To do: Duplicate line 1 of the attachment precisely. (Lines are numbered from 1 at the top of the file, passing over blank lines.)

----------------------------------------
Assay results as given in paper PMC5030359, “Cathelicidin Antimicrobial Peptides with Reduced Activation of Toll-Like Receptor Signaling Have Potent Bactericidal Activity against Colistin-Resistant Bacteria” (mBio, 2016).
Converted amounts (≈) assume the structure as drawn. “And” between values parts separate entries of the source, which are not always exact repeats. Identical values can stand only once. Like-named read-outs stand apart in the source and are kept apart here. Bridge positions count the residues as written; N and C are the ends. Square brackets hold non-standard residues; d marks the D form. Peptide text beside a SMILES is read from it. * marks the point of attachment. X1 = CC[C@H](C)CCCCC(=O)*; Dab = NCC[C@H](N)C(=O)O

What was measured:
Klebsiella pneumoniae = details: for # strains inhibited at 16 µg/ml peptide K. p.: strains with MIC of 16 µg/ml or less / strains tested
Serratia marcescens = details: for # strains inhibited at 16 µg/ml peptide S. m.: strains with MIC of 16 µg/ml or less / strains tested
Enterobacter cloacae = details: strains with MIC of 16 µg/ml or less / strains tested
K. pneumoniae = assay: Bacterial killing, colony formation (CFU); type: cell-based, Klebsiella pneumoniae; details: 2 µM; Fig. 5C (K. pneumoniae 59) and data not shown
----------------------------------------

Assay results as given in paper PMC5030359, “Cathelicidin Antimicrobial Peptides with Reduced Activation of Toll-Like Receptor Signaling Have Potent Bactericidal Activity against Colistin-Resistant Bacteria” (mBio, 2016).